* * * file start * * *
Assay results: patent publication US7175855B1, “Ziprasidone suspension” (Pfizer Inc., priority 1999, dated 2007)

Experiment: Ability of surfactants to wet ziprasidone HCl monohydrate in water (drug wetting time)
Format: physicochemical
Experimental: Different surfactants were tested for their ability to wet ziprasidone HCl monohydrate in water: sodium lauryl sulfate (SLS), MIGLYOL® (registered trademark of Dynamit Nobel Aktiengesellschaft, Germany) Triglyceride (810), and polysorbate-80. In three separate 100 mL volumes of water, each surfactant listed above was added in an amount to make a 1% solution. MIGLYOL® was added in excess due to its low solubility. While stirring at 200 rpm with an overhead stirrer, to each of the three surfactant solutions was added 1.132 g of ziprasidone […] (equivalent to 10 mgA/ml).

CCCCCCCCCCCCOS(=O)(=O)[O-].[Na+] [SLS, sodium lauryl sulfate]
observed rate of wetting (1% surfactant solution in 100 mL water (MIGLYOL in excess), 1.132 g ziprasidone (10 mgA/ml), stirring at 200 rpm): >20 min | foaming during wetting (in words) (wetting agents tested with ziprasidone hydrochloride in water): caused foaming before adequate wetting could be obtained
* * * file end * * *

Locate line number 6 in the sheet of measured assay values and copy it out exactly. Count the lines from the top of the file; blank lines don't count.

observed rate of wetting (1% surfactant solution in 100 mL water (MIGLYOL in excess), 1.132 g ziprasidone (10 mgA/ml), stirring at 200 rpm): >20 min | foaming during wetting (in words) (wetting agents tested with ziprasidone hydrochloride in water): caused foaming before adequate wetting could be obtained